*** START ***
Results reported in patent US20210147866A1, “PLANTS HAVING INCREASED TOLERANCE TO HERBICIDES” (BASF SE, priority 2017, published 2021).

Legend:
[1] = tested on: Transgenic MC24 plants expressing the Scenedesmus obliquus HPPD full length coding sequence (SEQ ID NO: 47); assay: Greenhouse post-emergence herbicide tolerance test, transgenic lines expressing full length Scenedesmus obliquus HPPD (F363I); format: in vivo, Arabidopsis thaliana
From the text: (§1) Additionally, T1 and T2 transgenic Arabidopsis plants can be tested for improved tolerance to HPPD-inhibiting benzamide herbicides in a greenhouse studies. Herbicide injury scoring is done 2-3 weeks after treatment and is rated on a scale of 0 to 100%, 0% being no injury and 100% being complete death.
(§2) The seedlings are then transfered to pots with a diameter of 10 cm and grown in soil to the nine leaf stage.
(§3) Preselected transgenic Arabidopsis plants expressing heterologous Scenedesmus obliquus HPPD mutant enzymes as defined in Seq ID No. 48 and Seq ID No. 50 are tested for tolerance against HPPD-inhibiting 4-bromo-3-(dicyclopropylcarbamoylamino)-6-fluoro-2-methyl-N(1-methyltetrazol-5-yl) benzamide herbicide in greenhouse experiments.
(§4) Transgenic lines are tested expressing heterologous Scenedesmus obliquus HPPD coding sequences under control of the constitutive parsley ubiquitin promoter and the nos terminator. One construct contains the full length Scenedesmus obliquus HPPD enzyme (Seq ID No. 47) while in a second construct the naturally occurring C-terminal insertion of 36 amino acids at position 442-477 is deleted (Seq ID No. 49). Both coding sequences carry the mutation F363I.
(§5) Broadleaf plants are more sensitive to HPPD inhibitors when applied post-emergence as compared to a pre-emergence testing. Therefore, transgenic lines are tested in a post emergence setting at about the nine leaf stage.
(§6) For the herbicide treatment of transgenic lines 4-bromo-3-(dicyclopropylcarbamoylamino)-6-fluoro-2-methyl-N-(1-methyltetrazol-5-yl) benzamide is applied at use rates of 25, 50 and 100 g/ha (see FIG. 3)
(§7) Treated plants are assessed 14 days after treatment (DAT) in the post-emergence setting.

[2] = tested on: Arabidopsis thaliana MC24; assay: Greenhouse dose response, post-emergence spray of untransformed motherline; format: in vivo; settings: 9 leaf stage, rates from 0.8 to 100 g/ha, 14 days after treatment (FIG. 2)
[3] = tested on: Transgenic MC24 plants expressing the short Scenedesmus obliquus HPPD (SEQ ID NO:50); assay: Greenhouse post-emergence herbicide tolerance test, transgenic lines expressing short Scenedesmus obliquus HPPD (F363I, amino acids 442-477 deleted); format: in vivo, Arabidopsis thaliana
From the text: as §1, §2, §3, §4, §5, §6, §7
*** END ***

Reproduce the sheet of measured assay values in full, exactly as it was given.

Results reported in patent US20210147866A1, “PLANTS HAVING INCREASED TOLERANCE TO HERBICIDES” (BASF SE, priority 2017, published 2021).

Legend:
[1] = tested on: Transgenic MC24 plants expressing the Scenedesmus obliquus HPPD full length coding sequence (SEQ ID NO: 47); assay: Greenhouse post-emergence herbicide tolerance test, transgenic lines expressing full length Scenedesmus obliquus HPPD (F363I); format: in vivo, Arabidopsis thaliana
From the text: (§1) Additionally, T1 and T2 transgenic Arabidopsis plants can be tested for improved tolerance to HPPD-inhibiting benzamide herbicides in a greenhouse studies. Herbicide injury scoring is done 2-3 weeks after treatment and is rated on a scale of 0 to 100%, 0% being no injury and 100% being complete death.
(§2) The seedlings are then transfered to pots with a diameter of 10 cm and grown in soil to the nine leaf stage.
(§3) Preselected transgenic Arabidopsis plants expressing heterologous Scenedesmus obliquus HPPD mutant enzymes as defined in Seq ID No. 48 and Seq ID No. 50 are tested for tolerance against HPPD-inhibiting 4-bromo-3-(dicyclopropylcarbamoylamino)-6-fluoro-2-methyl-N(1-methyltetrazol-5-yl) benzamide herbicide in greenhouse experiments.
(§4) Transgenic lines are tested expressing heterologous Scenedesmus obliquus HPPD coding sequences under control of the constitutive parsley ubiquitin promoter and the nos terminator. One construct contains the full length Scenedesmus obliquus HPPD enzyme (Seq ID No. 47) while in a second construct the naturally occurring C-terminal insertion of 36 amino acids at position 442-477 is deleted (Seq ID No. 49). Both coding sequences carry the mutation F363I.
(§5) Broadleaf plants are more sensitive to HPPD inhibitors when applied post-emergence as compared to a pre-emergence testing. Therefore, transgenic lines are tested in a post emergence setting at about the nine leaf stage.
(§6) For the herbicide treatment of transgenic lines 4-bromo-3-(dicyclopropylcarbamoylamino)-6-fluoro-2-methyl-N-(1-methyltetrazol-5-yl) benzamide is applied at use rates of 25, 50 and 100 g/ha (see FIG. 3)
(§7) Treated plants are assessed 14 days after treatment (DAT) in the post-emergence setting.

[2] = tested on: Arabidopsis thaliana MC24; assay: Greenhouse dose response, post-emergence spray of untransformed motherline; format: in vivo; settings: 9 leaf stage, rates from 0.8 to 100 g/ha, 14 days after treatment (FIG. 2)
[3] = tested on: Transgenic MC24 plants expressing the short Scenedesmus obliquus HPPD (SEQ ID NO:50); assay: Greenhouse post-emergence herbicide tolerance test, transgenic lines expressing short Scenedesmus obliquus HPPD (F363I, amino acids 442-477 deleted); format: in vivo, Arabidopsis thaliana
From the text: as §1, §2, §3, §4, §5, §6, §7